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Print 11 comment(s) - last by overlandpark4m.. on Aug 9 at 1:24 PM


Chad Hurley  (Source: AFR.com)
Hurley believes broadcasters should stop fighting the inevitable change

Chad Hurley, a co-founder of the streaming video site YouTube, believes that viewers should be able to legally watch content from anywhere in the world any time via the web. Hurley mirrors some of the sentiments recently made by a bipartisan inquiry into “outrageous” prices that Australian consumers pay for IT related products and services.

The Australian inquiry suggested that consumers should try to bypass country-based restrictions for cheaper overseas alternatives. Australians have long paid considerably more for technology products and software than other consumers around the world.
 
Hurley says that traditional broadcasters have business models that are crumbling and viewers are increasingly expecting to choose the content they watch on-demand and online. He also believes that online video streaming sites, such as YouTube, will become more aggressive in pursuing the rights to broadcast live sports and other events.
 
"I definitely think we are in a global consumer environment now," said Hurley. "I think the business models are breaking down and the companies that are going to win in this new world are the ones that make it as easy as possible for the consumers to consume the content wherever and whenever they want."

He also believes that media players need to work with online companies in order to create revenue opportunities rather than trying to fight progress.

"At this point maybe they are all continuing to try and lock things down, but I really do believe there is going to be a new service or company that comes along at some point and just starts to remove those barriers and will attract lots of customers all over the world," Hurley added.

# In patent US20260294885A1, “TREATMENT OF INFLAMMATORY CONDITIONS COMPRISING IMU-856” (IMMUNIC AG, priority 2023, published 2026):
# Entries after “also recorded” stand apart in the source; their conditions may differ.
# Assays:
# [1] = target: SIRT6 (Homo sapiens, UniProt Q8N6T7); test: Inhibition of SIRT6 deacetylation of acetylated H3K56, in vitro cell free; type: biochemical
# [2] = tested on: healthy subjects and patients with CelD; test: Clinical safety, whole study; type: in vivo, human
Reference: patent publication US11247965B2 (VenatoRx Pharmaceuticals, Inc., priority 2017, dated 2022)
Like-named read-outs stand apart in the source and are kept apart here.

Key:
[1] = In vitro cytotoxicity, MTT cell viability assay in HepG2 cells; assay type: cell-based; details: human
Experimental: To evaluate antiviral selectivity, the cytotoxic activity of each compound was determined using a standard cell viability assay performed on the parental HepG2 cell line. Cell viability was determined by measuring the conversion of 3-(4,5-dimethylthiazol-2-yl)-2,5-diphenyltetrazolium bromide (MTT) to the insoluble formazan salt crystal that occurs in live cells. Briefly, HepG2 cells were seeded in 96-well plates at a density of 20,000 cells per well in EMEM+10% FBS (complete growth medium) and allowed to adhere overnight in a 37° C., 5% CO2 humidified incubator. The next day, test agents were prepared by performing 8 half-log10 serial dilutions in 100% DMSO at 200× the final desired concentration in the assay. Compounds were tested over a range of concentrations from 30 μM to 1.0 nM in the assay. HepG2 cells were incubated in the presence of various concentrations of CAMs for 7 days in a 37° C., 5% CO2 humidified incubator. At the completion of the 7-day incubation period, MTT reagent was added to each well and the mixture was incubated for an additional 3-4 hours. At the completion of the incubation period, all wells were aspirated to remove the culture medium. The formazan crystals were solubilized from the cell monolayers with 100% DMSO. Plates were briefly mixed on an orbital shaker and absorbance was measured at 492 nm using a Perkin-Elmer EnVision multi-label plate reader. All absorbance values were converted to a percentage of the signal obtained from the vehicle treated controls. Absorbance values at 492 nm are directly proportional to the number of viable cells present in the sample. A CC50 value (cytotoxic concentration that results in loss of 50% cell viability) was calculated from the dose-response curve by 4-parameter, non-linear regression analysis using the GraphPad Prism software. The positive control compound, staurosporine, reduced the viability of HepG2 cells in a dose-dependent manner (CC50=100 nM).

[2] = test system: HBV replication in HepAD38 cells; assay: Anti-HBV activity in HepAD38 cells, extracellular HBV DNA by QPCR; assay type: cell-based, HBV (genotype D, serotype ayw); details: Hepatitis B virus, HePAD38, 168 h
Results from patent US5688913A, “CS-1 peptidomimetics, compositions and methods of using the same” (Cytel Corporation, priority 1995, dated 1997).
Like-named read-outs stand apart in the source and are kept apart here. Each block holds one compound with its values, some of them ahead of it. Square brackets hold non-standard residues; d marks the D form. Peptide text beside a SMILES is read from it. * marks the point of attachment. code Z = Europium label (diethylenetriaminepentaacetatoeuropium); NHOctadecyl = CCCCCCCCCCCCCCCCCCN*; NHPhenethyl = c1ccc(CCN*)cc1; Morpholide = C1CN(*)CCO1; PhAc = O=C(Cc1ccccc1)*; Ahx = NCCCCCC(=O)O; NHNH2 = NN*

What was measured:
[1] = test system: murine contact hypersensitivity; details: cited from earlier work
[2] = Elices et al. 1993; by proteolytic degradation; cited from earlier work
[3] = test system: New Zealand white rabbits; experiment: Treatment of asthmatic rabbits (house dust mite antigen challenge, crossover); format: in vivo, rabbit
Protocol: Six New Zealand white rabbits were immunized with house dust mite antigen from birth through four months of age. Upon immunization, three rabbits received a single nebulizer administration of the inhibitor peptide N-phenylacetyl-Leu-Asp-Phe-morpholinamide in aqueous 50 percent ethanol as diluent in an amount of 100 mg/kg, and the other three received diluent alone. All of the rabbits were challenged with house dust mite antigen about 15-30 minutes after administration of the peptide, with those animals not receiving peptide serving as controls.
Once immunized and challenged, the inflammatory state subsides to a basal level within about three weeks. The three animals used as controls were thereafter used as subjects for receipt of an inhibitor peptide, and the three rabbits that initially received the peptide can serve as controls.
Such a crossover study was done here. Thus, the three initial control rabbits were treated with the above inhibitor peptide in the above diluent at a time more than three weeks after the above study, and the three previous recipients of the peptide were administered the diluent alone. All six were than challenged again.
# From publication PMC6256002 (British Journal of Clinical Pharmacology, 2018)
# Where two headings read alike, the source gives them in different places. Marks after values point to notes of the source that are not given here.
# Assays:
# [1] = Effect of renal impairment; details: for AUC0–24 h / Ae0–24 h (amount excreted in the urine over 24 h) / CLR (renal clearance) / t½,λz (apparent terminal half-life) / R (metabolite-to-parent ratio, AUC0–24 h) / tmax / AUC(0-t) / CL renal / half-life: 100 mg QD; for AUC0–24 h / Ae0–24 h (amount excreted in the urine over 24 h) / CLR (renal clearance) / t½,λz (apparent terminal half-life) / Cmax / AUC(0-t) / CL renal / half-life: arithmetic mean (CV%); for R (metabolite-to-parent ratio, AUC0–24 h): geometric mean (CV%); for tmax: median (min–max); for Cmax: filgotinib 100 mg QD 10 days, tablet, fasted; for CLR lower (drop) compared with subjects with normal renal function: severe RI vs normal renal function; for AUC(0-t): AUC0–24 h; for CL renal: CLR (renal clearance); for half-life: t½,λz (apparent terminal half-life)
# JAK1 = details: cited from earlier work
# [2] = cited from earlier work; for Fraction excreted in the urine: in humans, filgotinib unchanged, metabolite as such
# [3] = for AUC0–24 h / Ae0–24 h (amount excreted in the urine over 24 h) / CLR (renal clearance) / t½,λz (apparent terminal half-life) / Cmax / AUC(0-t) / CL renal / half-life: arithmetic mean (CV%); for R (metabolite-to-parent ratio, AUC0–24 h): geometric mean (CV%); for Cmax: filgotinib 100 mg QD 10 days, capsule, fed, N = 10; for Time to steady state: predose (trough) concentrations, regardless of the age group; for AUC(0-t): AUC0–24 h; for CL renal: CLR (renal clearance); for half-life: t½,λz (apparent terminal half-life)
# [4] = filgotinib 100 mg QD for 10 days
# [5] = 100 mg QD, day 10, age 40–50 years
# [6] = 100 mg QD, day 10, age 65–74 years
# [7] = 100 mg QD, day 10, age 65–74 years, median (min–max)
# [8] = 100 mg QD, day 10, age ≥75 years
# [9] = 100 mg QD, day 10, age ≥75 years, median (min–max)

Source: AFR



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RE: Right on!
By Dr of crap on 8/5/2013 12:13:37 PM , Rating: 1
Rain has NO effect on broadcast TV. Where are you living?


RE: Right on!
By Mitch101 on 8/5/2013 4:50:18 PM , Rating: 2
It does where I live with Antenna. Lower signal strength. My Antenna is in the attic.


RE: Right on!
By mike8675309 on 8/6/2013 10:01:29 AM , Rating: 2
Moisture content of the air can attenuate VHF and UHF frequencies though UHF will be affected much more than VHF. This can cause stations to drop out for a moment during heavy rain events. An attic mounted antenna will see even more attenuation due to the water sheeting on the roof.

So yes, rain can have an effect on your ability to receive a broadcast TV transmission.


RE: Right on!
By overlandpark4me on 8/9/2013 1:24:08 PM , Rating: 2
Not true. On a clear low humidity day, I can reach a station outside my viewing area that is 62 miles away. It's a big antenna with a rotor, so I'll take it with the amount of trees in the area. If it's raining I can never get it. If it is clear with high humidity, and windy, I can pull it in, but it drops out frequently and/or I get a lot of artifacts rearing their ugly heads.

Sweet spot seems to be, less than 50 percent humidity, and 10 mph wind or less. it should also be noted that rain takes out my PBS stations from time to time..


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